Day 27: How do you pick your Tarot decks for readings?
Usually I’m reading for myself, and my choices are driven by impulse and familiarity. My most-used decks are out where it’s easy for me to get to them; much of the time, I don’t remember my less-used decks are even an option because I don’t see them. If I’m going someplace and am bringing a tarot deck with me just in case, I’ll usually choose the Sun and Moon Tarot because I know I’ll get a fairly reliable reading from it—there’s a reason it’s my go-to deck! Sometimes I choose a deck because I’ve decided to use it more. (That’s why I’ve been using the Seventh Sphere Tarot de Marseille lately.) Sometimes I uncover an old favorite and want to get reacquainted. Basically, it’s whatever calls to me.
Those few times I read for others, I consider how familiar the person is with tarot readings. Someone who’s never had a reading is probably not going to hear a thing I say if I use a deck with scary imagery, and the Devil or Death comes up. I’ve mentioned using the Happy Tarot for just this reason. A Marseille tarot might work too, although I feel like a deck with images may be more approachable. And then, of course, there’s the Rider-Waite-Smith deck, which is really versatile, even if it’s not the perfect deck for all situations.
Day 24: What Tarot card do you feel is the most misunderstood and why?
Shh. You know which one.
Pretty much every Tarot 101 book tells you that Death almost never means literal death. If it comes up as your card of the day, chances are, you’ll live to see the next morning. It’s about endings, yes, but also about transition, and clearing the way for new beginnings. I rarely read for other people, and even when I do, those other people are usually familiar enough with the tarot that I don’t have to explain the 13th trump. But I suspect that if I read for someone who didn’t know much about tarot and Death came up, I’d be in for a lot of explaining and reassurance, and they might not really believe me. And I completely sympathize with the confusion. Most versions of the card have a skeleton, a skull, the Grim Reaper, or something that says DEATH—not “transition,” not “ending,” not “figuratively speaking”—on them. It’s an easy mistake to make.
Day 25: Do you have any Tarot self-care rituals that are only for your personal practice?
No. It sounds like a lovely idea, though, so I may be trying to come up with some and watching other people’s posts for inspiration.
Yes, two decks of 78 identically-named cards with similar designs can have two different personalities, and it isn’t just the art styles involved.
Day 23: What is your most sassy Tarot deck, what is your most gentle Tarot deck? Why did you pick these decks?
Almost any of my decks, be it tarot, Lenormand, or Kipper, is capable of snark. I’ve never noticed them show that quality when I read for other people, nor do they do it when I’m too upset to handle it. But more than once, for a daily reading, I’ll get what can best be described as a sardonic reading.
But I digress. The question was about individual decks. I wouldn’t call any of my decks sassy. The Pagan Otherworlds Tarot, however, is forthright almost to a fault. I am learning to be careful if I use it to read for myself around other people because it will happily spell out any hidden issues. Excellent for self-understanding, but dreadful if any of it was embarrassing. Why did I buy this deck? Because I love the art. And how was I supposed to know it had no respect for the social niceties just by looking at it online?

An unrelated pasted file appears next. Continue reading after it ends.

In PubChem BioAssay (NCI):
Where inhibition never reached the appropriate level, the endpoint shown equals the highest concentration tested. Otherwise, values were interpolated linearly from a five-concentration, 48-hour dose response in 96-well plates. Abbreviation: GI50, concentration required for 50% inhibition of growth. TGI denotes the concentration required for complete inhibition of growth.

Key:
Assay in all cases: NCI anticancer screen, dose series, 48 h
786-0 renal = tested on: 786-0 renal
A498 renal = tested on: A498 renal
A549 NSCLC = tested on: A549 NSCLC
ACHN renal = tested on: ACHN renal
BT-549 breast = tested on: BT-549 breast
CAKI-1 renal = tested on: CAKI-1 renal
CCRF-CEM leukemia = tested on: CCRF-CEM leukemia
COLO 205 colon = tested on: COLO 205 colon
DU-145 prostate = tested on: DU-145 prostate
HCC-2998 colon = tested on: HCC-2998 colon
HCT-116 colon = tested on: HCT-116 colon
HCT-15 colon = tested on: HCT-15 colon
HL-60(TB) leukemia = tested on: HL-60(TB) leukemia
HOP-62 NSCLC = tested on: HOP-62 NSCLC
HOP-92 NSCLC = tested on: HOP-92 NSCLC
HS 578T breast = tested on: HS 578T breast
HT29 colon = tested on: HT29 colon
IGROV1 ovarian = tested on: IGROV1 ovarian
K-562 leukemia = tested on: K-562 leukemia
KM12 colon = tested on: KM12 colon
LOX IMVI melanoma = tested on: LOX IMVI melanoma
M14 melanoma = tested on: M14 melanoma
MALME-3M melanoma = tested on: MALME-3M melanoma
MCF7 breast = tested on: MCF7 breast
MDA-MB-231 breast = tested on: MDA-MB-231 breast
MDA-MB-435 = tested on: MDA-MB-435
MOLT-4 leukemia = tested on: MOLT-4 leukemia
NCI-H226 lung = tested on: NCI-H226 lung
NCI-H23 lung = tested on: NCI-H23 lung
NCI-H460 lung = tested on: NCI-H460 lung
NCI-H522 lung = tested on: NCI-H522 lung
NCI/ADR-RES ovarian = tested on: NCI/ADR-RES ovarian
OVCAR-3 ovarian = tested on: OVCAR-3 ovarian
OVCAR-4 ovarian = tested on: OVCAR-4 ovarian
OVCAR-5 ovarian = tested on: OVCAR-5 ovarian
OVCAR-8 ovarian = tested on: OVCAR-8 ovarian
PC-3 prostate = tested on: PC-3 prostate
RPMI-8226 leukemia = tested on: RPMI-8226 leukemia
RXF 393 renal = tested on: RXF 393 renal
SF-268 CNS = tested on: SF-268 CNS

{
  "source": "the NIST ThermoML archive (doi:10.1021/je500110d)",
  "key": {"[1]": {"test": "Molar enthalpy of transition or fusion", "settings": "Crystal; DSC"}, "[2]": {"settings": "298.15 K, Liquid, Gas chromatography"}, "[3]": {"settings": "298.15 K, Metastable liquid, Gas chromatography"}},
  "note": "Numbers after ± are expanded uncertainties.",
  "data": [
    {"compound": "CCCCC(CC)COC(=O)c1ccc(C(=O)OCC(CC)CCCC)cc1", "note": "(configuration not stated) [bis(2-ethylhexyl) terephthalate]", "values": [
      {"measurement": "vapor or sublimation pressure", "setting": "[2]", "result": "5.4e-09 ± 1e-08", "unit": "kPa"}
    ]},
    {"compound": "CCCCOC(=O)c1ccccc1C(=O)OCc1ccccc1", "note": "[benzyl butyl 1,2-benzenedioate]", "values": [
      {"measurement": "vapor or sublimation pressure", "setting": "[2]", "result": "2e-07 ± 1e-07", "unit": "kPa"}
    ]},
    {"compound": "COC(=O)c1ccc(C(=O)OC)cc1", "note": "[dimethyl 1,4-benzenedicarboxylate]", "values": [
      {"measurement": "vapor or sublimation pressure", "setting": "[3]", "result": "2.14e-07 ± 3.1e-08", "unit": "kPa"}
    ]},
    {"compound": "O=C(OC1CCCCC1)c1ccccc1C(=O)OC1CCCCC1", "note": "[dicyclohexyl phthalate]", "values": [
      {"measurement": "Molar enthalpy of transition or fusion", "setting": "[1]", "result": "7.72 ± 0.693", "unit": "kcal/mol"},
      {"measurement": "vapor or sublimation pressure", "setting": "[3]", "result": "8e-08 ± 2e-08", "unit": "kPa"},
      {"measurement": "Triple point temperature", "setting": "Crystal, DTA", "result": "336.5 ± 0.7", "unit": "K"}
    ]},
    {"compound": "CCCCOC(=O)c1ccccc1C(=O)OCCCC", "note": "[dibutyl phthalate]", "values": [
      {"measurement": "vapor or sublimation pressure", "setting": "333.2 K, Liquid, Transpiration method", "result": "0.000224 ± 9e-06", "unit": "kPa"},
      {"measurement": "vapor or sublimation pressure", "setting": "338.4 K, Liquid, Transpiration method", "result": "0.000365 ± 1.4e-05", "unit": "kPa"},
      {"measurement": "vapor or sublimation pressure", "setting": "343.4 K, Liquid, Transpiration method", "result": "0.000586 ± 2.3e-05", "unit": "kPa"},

I was going to say that I don’t own any gentle decks, but that’s not true. I own a couple of Radleigh Valentine* decks (Angel and Fairy), which are so gentle, I basically never use them. Indeed, the box for the Angel Tarot Cards says “[Former Co-Author] and Radleigh Valentine have created the first deck of tarot cards that is 100 percent gentle, safe, and trustworthy!” Why did I buy these decks? Curiosity. Decks by these authors take up a lot of shelf space at my local bookstore, and I wanted to see what they’d be like to read with. And one day, I found them in great condition at a used book store and splurged.
However, there’s gentle and then there’s gentle. And sometimes, especially when reading for someone who’s not that familiar with the tarot—or if I’m reading for myself on a topic that makes me anxious—I need a deck that will be honest but not harsh. For that, I use the Happy Tarot. It doesn’t omit the scary cards or imagery, but it manages to make them not scary. Or to put it another way, it just looks sweet and innocent. Why did I buy this deck? It insisted on coming home with me. I most certainly did not set out to buy the Candyland of tarot decks. I picked it up once to look through it. And again. And again. And realized I had to have it, and I still can’t explain exactly why.
*Dutifully not naming Valentine’s co-author, who no longer wishes to be associated with the decks.
Day 20: What is your favorite Tarot Spread at the moment?
I’m interested in tableau spreads. In Lenormand, the Grand Tableau reigns, where you lay all 36 cards out, either in a 9 x 4 grid or in an 8 x 4 + 4 spread (an 8 x 4 grid with the final 4 cards in a line under the spread). I wanted to try that kind of spread with tarot cards, but laying all 78 of them out promised to be unmanageable. But then last year I read Untold Tarot by Caitlín Matthews. She describes how to do tableau layouts with 25 cards, and I’ve been enjoying trying that. I’ve also had good results with a 3 x 3 layout that Tom Benjamin talks about in Tarot on Earth.
Day 21: Do you use the Tarot for mediumship readings? Why or why not? If no, would you like to?
I don’t because I’m not interested, so I’m not likely to in the future either.
Day 22: Where is one place in the world you would love to read the Tarot and why? It could be a sacred site, event, mystical shop, anything.
Hmm. Because most of the time I read for myself, as long as I’m comfortable, I’m happy to do a reading. I suppose it would be lovely to do a reading in a clearing in a forest on a nice warm-but-not-hot day, the sun filtering down through the leaves, maybe the sound of birdsong a few trees over. Oh, and the burbling water sound from a nearby creek. (No mosquitoes, though. No ticks. And a breeze would be nice, but not one strong enough to blow my cards away. Sorry—did I just get too realistic?)